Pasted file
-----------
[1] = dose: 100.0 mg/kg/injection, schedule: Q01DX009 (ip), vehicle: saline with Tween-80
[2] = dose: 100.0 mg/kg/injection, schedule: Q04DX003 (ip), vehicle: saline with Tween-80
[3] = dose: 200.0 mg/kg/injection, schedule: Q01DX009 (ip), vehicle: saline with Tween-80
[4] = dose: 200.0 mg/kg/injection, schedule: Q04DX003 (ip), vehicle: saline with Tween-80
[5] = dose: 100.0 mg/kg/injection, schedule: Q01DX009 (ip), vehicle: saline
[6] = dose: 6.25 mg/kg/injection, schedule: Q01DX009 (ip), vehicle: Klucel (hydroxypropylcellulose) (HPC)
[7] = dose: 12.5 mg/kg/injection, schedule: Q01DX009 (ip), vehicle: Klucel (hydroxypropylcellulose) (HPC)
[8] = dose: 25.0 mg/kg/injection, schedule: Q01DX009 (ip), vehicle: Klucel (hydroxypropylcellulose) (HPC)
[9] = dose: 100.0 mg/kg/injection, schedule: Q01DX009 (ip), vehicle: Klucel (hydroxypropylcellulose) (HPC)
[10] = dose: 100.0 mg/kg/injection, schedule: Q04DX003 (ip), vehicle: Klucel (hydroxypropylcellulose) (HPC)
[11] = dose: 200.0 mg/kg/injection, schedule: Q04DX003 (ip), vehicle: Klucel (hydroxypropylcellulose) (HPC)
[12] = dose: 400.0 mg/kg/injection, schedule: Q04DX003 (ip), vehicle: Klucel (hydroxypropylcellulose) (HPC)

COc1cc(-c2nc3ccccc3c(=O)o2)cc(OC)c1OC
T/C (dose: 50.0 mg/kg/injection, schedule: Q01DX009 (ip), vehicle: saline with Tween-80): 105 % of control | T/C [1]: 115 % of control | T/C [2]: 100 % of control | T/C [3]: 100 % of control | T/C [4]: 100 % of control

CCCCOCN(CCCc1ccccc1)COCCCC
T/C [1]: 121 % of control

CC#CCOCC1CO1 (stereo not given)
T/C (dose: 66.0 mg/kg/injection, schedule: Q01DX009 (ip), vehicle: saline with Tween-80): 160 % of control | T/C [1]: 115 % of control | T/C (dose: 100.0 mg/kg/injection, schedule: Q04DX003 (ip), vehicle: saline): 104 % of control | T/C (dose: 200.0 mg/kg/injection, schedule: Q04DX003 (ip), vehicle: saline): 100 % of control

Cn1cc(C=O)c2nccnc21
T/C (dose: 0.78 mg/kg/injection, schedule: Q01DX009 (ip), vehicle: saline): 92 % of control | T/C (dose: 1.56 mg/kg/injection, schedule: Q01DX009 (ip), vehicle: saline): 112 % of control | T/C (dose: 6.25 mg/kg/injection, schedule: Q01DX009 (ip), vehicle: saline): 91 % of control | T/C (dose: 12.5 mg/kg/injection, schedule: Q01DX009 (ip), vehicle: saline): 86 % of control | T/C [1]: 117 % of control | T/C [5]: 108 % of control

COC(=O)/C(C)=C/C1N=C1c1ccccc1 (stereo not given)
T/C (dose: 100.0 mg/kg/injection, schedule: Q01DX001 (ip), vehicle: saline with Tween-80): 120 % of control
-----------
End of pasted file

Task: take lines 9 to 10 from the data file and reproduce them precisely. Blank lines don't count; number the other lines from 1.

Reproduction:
[9] = dose: 100.0 mg/kg/injection, schedule: Q01DX009 (ip), vehicle: Klucel (hydroxypropylcellulose) (HPC)
[10] = dose: 100.0 mg/kg/injection, schedule: Q04DX003 (ip), vehicle: Klucel (hydroxypropylcellulose) (HPC)